Lovie Smith is doing the right thing by sticking with Rex Grossman as his quarterback.
The Chicago Bears are 10-2 despite the fact that Grossman has been awful in four of the last seven games. His passer rating of 1.3 in last week's win over Minnesota has the Windy City up in arms. Even Bears great Gale Sayers joined the fray last week.
"It's a shame Lovie Smith won't go to Brian Griese," Sayers said, referring to the Bears backup. "He is 10-2 with Rex, but the defense is winning these ballgames. You are not going to the Super Bowl with Rex Grossman."
Griese is a good backup. He can win games in the NFL. But if Griese were a Super Bowl-caliber quarterback, he would not be on his fourth team in the last five years and Denver coach Mike Shanahan -- one of the best offensive minds in the game -- would not have thrown him overboard four years ago.
Grossman has more talent than Griese. Grossman has shown some great signs this year. Four weeks ago, he led a 38-20 win over the Giants and had a passer rating of 105.
But Grossman, despite the fact he's in his fourth year, has just 19 career starts. That's one fewer than J.P. Losman. What do you expect? He's going to have ups and downs.
Obviously, if Grossman stays horrible, if it appears he's pressing so much he can't get out of his own way, Griese will play. But there is no reason to play Griese for the last four games in order to get him ready for the playoffs. He's a 31-year-old veteran. He can step in and manage the game at any point. Conversely, it makes perfect sense to give Grossman all the time possible to play his way out of the slump. Grossman's upside already has proved to be better than Griese's.
After last Sunday night's game in Denver in which rookie Jay Cutler struggled, John Elway commented on the patience needed with young quarterbacks.
"I'll tell you what's amazing," Elway said. "You retire, you're away from the game for eight years and people look at you like you never made a mistake. You used to crucify me. Now I'm like a god. I went through the same things everyone else is going through, and Jay is going to go through, that Jake [Plummer] has been through.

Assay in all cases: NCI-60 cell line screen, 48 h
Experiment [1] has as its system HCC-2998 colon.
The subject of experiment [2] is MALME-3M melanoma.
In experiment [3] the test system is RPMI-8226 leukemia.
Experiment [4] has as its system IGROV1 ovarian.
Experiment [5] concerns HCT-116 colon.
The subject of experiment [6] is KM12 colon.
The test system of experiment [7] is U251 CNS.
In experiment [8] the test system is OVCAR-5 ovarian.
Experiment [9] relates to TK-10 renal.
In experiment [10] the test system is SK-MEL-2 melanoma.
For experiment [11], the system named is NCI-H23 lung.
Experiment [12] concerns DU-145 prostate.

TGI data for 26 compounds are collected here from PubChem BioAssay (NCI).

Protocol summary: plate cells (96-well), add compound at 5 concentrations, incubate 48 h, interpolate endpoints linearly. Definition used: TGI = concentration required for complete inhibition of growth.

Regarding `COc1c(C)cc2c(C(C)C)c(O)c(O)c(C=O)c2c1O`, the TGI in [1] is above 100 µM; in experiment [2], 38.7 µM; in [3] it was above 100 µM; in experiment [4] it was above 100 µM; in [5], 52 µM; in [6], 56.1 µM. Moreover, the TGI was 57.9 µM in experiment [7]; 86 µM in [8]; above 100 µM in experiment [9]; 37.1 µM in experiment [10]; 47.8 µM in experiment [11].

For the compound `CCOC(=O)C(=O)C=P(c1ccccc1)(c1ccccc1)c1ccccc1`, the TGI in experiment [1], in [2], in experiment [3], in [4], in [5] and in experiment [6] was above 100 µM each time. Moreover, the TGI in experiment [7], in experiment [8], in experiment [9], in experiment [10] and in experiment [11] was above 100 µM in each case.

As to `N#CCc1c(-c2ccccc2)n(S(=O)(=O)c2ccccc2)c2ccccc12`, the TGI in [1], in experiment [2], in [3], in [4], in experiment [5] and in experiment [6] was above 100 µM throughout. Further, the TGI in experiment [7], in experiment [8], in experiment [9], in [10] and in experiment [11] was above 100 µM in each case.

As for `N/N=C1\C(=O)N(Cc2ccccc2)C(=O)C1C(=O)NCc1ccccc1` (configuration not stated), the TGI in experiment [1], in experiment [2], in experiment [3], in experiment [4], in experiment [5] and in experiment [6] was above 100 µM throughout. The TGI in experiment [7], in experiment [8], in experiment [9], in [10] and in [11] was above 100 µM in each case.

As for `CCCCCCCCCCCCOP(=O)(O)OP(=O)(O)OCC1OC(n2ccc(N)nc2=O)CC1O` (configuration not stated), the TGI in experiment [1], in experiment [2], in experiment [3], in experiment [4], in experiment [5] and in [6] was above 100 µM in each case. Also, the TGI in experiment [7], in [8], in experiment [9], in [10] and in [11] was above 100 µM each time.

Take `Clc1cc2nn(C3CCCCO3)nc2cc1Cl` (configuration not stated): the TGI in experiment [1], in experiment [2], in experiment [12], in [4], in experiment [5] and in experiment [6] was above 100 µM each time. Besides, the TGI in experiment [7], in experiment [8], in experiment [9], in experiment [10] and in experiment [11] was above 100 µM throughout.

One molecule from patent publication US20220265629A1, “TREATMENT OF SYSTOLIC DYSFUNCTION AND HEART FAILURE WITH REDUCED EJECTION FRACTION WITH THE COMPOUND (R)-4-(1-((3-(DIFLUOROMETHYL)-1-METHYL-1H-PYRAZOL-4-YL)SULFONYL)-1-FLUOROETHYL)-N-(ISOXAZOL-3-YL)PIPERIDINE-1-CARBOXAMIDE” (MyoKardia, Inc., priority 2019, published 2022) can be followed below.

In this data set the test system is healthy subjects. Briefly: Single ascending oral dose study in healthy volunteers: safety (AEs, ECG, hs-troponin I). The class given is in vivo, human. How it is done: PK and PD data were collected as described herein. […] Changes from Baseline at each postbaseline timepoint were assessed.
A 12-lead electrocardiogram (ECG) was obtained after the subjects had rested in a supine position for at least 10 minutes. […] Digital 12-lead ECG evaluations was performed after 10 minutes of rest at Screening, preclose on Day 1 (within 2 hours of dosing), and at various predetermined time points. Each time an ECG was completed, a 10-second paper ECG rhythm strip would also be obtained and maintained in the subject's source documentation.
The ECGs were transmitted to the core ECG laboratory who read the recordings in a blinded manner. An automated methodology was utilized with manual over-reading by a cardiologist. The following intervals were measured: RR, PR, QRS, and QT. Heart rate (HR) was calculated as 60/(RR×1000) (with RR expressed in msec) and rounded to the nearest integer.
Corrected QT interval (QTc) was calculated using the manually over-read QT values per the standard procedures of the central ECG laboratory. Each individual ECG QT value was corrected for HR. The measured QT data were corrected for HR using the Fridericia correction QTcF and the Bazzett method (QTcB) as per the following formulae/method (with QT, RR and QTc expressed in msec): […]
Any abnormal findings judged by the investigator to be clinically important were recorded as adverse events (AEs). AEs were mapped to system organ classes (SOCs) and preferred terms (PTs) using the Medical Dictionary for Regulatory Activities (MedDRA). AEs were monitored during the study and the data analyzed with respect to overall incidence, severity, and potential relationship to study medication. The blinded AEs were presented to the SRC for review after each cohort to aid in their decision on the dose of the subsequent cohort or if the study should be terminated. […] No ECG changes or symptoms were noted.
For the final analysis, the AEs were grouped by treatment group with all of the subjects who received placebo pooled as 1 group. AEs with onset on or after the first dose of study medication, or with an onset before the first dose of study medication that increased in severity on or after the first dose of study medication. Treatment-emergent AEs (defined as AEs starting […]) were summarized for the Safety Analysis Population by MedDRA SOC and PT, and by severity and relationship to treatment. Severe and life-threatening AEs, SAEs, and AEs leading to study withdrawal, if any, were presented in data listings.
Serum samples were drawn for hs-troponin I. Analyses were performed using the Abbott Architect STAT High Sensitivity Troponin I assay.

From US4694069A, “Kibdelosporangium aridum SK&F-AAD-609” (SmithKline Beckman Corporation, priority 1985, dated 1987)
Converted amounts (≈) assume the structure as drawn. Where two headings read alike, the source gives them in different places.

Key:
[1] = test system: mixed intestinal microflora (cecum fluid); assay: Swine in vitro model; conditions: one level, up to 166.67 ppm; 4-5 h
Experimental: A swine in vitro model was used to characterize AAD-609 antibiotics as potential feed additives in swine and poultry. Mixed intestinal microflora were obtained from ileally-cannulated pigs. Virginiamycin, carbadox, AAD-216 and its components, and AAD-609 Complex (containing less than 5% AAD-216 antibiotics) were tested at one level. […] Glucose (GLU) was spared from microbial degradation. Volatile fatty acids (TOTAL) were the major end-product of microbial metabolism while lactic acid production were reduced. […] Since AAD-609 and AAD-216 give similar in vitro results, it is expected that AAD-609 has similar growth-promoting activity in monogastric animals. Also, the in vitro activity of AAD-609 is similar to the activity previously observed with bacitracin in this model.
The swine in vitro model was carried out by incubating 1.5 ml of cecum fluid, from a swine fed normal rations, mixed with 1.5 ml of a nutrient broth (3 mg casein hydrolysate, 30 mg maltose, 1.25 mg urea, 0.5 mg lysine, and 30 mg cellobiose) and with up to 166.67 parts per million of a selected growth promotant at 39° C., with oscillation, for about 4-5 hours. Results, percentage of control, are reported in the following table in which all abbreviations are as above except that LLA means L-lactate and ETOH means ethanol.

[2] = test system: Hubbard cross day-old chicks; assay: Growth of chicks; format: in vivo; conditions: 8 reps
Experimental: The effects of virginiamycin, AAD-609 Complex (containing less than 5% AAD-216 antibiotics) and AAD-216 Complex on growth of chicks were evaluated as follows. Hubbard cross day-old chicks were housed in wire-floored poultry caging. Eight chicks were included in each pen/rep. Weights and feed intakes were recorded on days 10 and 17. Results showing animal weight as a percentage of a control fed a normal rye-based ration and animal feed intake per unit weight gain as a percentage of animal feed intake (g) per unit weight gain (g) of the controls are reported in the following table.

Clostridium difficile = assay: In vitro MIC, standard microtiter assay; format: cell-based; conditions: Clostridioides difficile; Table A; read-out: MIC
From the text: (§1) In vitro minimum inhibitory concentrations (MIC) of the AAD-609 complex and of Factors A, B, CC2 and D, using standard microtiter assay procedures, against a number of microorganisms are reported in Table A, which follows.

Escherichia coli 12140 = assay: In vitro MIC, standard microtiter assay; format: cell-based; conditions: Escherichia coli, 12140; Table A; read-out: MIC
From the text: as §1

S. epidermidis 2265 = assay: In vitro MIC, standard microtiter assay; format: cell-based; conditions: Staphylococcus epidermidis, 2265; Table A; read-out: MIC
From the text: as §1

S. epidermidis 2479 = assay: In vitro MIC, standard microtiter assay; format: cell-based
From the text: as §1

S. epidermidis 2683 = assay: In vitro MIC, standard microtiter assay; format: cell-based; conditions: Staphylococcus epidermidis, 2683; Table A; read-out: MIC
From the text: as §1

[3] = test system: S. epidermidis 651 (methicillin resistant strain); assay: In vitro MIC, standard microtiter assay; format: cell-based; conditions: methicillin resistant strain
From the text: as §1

"That is what happens when you retire. You get a lot better. I never lost a Super Bowl, never threw a pick, never got sacked, never was going down, threw it in the air. I did all that. We just forget."
Peyton Manning has 22 TD passes and eight interceptions. Colts coach Tony Dungy says his quarterback is playing even better than two years ago, when he threw 49 TD passes. Dungy said teams are playing more sophisticated defenses against them to take away the long bomb.
"He has to really decipher a lot more than he had to maybe two years ago when people didn't have as sophisticated plans against us," Dungy said. "And I think he's done a great job of not only being accurate and throwing the ball but managing the game, getting us in the right place and doing the right things to help us win."
"I think that was a fairly easy year in a lot of ways," Dungy said of the 49-TD season. "We had people that hadn't played us a lot. We had people that thought the way to play these guys is to blitz them and put pressure on Manning, and everybody was pretty much playing us the same way. We had some really big days, fairly easy just throwing against one-on-one coverage and picking up blitzes. I would never say touchdown passes are easy. But we had long touchdown passes. . . . Now they're making him use more plays."